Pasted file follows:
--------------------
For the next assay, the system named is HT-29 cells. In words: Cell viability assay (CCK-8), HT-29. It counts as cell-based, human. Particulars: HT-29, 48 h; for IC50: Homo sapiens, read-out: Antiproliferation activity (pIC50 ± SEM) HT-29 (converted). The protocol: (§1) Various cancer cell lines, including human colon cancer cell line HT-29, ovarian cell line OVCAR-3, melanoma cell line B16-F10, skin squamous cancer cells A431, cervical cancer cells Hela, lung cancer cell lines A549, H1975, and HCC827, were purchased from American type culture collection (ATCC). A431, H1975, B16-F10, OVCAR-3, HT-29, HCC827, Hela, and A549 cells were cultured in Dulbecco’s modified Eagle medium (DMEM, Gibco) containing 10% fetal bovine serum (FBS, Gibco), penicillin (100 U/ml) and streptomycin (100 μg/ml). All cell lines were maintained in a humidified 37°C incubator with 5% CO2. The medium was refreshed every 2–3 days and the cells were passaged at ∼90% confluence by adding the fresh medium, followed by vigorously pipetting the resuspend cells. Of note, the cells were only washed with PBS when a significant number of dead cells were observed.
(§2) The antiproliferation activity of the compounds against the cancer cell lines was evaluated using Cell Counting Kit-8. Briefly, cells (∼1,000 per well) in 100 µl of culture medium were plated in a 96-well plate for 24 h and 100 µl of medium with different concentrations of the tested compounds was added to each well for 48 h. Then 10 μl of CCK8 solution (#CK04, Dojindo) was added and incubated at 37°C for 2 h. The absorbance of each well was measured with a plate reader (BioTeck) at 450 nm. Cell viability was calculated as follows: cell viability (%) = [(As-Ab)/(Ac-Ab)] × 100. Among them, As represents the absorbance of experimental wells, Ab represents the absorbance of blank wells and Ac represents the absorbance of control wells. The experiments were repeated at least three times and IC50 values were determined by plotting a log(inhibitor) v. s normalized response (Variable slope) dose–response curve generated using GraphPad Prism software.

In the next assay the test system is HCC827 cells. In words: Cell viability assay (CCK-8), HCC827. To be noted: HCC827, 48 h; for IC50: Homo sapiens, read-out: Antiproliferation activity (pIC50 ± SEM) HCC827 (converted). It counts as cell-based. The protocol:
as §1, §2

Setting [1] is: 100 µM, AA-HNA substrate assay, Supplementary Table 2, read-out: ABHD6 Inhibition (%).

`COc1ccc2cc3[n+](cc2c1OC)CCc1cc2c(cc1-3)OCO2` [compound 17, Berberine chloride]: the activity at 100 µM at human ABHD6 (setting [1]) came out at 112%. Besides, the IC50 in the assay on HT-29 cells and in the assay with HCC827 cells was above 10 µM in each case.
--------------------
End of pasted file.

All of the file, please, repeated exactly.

For the next assay, the system named is HT-29 cells. In words: Cell viability assay (CCK-8), HT-29. It counts as cell-based, human. Particulars: HT-29, 48 h; for IC50: Homo sapiens, read-out: Antiproliferation activity (pIC50 ± SEM) HT-29 (converted). The protocol: (§1) Various cancer cell lines, including human colon cancer cell line HT-29, ovarian cell line OVCAR-3, melanoma cell line B16-F10, skin squamous cancer cells A431, cervical cancer cells Hela, lung cancer cell lines A549, H1975, and HCC827, were purchased from American type culture collection (ATCC). A431, H1975, B16-F10, OVCAR-3, HT-29, HCC827, Hela, and A549 cells were cultured in Dulbecco’s modified Eagle medium (DMEM, Gibco) containing 10% fetal bovine serum (FBS, Gibco), penicillin (100 U/ml) and streptomycin (100 μg/ml). All cell lines were maintained in a humidified 37°C incubator with 5% CO2. The medium was refreshed every 2–3 days and the cells were passaged at ∼90% confluence by adding the fresh medium, followed by vigorously pipetting the resuspend cells. Of note, the cells were only washed with PBS when a significant number of dead cells were observed.
(§2) The antiproliferation activity of the compounds against the cancer cell lines was evaluated using Cell Counting Kit-8. Briefly, cells (∼1,000 per well) in 100 µl of culture medium were plated in a 96-well plate for 24 h and 100 µl of medium with different concentrations of the tested compounds was added to each well for 48 h. Then 10 μl of CCK8 solution (#CK04, Dojindo) was added and incubated at 37°C for 2 h. The absorbance of each well was measured with a plate reader (BioTeck) at 450 nm. Cell viability was calculated as follows: cell viability (%) = [(As-Ab)/(Ac-Ab)] × 100. Among them, As represents the absorbance of experimental wells, Ab represents the absorbance of blank wells and Ac represents the absorbance of control wells. The experiments were repeated at least three times and IC50 values were determined by plotting a log(inhibitor) v. s normalized response (Variable slope) dose–response curve generated using GraphPad Prism software.

In the next assay the test system is HCC827 cells. In words: Cell viability assay (CCK-8), HCC827. To be noted: HCC827, 48 h; for IC50: Homo sapiens, read-out: Antiproliferation activity (pIC50 ± SEM) HCC827 (converted). It counts as cell-based. The protocol:
as §1, §2

Setting [1] is: 100 µM, AA-HNA substrate assay, Supplementary Table 2, read-out: ABHD6 Inhibition (%).

`COc1ccc2cc3[n+](cc2c1OC)CCc1cc2c(cc1-3)OCO2` [compound 17, Berberine chloride]: the activity at 100 µM at human ABHD6 (setting [1]) came out at 112%. Besides, the IC50 in the assay on HT-29 cells and in the assay with HCC827 cells was above 10 µM in each case.